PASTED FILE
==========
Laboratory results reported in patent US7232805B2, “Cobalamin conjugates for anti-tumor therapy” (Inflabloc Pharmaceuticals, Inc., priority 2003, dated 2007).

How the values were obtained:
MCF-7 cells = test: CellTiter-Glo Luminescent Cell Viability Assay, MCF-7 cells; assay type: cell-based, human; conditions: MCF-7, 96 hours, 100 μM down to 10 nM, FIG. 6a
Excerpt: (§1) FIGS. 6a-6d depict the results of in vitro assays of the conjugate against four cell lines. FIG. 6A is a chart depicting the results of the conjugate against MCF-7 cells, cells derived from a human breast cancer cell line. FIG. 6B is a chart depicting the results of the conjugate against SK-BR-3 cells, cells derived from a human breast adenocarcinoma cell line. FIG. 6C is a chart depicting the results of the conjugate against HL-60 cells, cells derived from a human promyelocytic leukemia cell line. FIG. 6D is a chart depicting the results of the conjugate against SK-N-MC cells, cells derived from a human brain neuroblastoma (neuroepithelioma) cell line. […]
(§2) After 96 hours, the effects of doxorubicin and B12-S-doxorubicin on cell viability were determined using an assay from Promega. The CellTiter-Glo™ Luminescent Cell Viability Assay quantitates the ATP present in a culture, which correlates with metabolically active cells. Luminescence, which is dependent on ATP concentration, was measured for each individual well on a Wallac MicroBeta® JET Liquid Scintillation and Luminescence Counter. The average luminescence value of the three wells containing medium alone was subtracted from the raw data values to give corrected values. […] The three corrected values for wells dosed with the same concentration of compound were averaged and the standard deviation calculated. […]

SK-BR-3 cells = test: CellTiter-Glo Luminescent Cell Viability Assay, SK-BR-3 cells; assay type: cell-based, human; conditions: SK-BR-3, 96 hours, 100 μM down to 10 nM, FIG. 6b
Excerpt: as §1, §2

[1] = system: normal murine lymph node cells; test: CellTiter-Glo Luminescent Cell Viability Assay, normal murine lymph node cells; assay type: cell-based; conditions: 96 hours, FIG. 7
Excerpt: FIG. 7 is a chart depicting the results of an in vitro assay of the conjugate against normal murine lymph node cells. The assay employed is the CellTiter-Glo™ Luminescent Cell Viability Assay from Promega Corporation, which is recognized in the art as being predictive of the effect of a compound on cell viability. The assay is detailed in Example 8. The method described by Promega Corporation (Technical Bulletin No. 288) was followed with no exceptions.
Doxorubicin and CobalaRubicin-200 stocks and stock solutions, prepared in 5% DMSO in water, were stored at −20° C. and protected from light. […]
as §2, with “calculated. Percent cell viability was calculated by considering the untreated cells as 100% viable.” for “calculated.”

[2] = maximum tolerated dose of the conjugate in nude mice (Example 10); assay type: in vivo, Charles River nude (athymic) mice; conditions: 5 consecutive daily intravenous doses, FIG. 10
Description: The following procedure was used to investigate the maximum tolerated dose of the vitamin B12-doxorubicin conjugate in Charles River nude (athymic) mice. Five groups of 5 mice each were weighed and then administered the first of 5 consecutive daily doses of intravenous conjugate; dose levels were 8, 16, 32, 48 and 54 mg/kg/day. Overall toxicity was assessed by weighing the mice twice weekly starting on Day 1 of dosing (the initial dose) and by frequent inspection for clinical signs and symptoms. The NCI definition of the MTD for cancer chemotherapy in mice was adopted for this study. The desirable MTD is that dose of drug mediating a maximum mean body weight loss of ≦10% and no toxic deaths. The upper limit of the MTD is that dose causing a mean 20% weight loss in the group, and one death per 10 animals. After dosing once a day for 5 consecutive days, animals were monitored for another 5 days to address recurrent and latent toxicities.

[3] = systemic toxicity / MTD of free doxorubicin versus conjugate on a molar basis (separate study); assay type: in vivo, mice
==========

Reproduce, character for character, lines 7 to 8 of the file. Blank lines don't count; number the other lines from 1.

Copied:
Excerpt: as §1, §2

[1] = system: normal murine lymph node cells; test: CellTiter-Glo Luminescent Cell Viability Assay, normal murine lymph node cells; assay type: cell-based; conditions: 96 hours, FIG. 7